Former Pakistani ISI chief Lt General Faiz Hameed is back in the news again. The controversial Commander of Peshawar Corps, Hameed is in Kabul and holding talks with the militant outfit Tehreek-e-Taliban Pakistan (TTP). Sirajuddin Haqqani, Taliban’s tainted Interior Minister, is playing mediator in the delicate exercise.
“A delegation from Pakistani authorities is currently in Kabul, the capital of Afghanistan, including former head of Pakistan’s ISI and current Corps Commander Peshawar Faiz Hameed, with the Afghan Taliban Playing the role of a mediator,” says Naya Daur TV citing sources.
As per the conditions set by the TTP supremo Nur Wali Mehsud, the Pakistani security agencies have promised to handover the two dreaded TTP commanders Mahmood Khan and Muslim Khan to the negotiating team, but this would be done only after some progress was made in the talks.
Tehreek-e-Taliban Pakistan #TTP's leader #Nur_Wali_Mehsud @UN has been declared Global Terrorist. Noor is considered close to #Pakifouz and #ISI.— APN NEWS (@apnnewsindia) July 17, 2020
According to #Un, Noor has been executing finance and planning for terrorists. He also conspired to reinforce #Al_Qaida. pic.twitter.com/TjCI3EzeVT
These two commanders were arrested by the Pakistan Army during an operation in Swat in 2015. In return, the TTP has extended the earlier announced ceasefire during Eid, till May 15.
The TTP commander Muslim Khan known as 'Butcher of Swat' was sentenced to death by a military court in Dec 2016.
Islamabad has been increasingly frustrated by attacks across the border from Afghanistan since the Taliban took control of Kabul in August--an issue that has become a source of unbearable tension between the two . Last month a Pakistani airstrike in eastern Afghanistan killed 47 people. Infuriated Taliban leaders warned Pakistan that they would “retaliate” if Pakistan carries out more cross-border strikes.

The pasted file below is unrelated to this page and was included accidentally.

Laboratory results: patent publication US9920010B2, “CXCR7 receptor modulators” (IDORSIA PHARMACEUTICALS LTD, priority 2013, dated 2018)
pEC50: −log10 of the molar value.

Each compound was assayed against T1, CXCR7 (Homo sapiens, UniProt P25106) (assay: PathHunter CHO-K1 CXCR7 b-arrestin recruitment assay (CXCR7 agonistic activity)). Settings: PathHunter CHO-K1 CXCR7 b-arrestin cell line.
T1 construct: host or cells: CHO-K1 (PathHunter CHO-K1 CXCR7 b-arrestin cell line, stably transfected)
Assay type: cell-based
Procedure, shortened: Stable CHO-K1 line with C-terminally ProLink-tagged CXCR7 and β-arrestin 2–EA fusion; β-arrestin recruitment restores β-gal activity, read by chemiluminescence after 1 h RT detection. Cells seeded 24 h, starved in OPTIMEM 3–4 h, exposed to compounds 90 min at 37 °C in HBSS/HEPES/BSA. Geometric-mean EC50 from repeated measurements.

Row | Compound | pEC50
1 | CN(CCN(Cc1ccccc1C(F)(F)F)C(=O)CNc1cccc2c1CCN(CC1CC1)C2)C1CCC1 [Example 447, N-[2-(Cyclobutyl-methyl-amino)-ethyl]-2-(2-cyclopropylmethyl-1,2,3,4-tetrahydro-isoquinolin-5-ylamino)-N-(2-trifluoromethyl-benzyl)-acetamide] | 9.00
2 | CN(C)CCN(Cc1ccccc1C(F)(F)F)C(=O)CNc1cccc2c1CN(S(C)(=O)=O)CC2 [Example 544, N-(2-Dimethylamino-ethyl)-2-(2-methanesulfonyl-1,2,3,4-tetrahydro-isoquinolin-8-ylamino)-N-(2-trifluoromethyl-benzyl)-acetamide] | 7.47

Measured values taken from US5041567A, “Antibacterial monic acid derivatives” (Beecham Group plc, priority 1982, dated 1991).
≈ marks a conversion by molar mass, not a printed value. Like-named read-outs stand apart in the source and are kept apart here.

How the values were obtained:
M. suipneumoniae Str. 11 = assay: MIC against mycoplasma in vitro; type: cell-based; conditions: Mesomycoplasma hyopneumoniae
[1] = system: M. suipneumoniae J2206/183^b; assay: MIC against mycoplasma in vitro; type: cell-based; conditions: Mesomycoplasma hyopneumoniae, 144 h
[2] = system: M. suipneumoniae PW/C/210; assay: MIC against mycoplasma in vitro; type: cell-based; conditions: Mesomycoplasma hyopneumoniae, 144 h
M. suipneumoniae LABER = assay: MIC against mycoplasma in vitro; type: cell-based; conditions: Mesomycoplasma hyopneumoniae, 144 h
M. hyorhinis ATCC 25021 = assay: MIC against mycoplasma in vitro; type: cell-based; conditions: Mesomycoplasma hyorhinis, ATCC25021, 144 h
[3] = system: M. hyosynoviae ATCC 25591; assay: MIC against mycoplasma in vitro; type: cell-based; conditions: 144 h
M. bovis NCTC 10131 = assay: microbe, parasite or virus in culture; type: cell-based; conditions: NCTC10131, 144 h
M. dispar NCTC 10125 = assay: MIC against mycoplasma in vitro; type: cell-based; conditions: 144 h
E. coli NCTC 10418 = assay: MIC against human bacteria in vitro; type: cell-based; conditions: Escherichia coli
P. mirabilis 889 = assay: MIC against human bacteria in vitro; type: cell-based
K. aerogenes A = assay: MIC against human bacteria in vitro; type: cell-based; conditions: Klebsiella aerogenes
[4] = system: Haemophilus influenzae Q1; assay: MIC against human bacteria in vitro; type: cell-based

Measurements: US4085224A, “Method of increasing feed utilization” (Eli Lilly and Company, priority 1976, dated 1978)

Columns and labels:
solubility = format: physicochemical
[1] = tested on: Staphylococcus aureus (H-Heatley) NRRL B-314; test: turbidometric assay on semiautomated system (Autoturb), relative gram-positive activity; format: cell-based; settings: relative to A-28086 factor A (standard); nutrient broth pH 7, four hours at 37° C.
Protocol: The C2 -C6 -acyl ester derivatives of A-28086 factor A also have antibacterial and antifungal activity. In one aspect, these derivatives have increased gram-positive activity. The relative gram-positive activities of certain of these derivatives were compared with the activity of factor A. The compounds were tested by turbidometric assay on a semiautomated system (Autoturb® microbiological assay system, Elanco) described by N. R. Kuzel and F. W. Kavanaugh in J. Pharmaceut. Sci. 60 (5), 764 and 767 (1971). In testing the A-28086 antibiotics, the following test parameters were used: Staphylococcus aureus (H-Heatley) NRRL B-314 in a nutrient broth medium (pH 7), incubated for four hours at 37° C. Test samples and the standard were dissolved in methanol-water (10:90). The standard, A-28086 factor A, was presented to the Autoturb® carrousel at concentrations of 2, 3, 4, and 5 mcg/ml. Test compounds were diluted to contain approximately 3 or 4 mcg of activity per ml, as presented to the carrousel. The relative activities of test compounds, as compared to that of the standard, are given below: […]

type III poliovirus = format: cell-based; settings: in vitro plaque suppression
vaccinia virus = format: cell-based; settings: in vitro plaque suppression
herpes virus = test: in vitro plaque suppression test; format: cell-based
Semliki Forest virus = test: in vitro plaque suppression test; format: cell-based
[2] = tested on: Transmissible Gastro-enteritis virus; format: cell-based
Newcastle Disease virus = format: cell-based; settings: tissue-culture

Pakistan had hoped that the Taliban rulers would hand over the TTP militants to them, but belying Islamabad's expectations the new rulers of Afghanistan did not take any harsh measures against their TTP comrades-in-arms.
Taliban instead of taking any action against the TTP persuaded Pakistan to enter into talks with them, which Islamabad did in the vain hope that the Afghan Taliban would use their influence to control the TTP.
The Taliban have been insisting that Pakistani leaders accommodate the TTP with peace talks. The new coalition government in Pakistan, led by Prime Minister Shehbaz Sharif, has been put under pressure as the TTP has intensified its attacks.
According to Pakistani watchers, there is a belief that Lt Gen. Hameed has good relations with the Taliban rulers including the Interior Minister Sirajuddin Haqqani though he has fallen from grace after former premier Imran Khan openly came out in his support. There were reports that Khan was mulling to replace the Pakistani army chief General Qamar Javed Bajwa with Hameed.
Many Pakistani watchers believe there has been a patch-up between General Bajwa and Lt Gen. Hameed. Hameed’s latest assignment in Kabulis an indication of that.
#Bajwa #faiz_hameed— Uzair Ilyas Sandhu (@UzairSandhu10) May 11, 2022
May the difference of opinion on administrative role of military personnels not invite the enemy to fill in the rift within the institution that is eminent (may this not happen) with terror and blood pic.twitter.com/YduExBaiX9
A “blue-eyed” general of former premier Khan, Hameed is still the point person who was seen in Kabul last year “helping” the Taliban to form a government. He also helped the Taliban in winning the battle in Panjshir Valley. According to media reports, Hameed was coordinating the offensive by the Pakistan army and the Pakistan Air Force helicopter gunships and drones to target the National Resistance Front positions.
Hameed is in Kabul at a time when a pitched battle is going on between the Taliban and anti-Taliban National Resistance Front (NRF). There have been reports that the TTP fighters are now fighting along with the elder brother the Taliban, making it difficult for the Kabul rulers to compromise with the Pakistanis.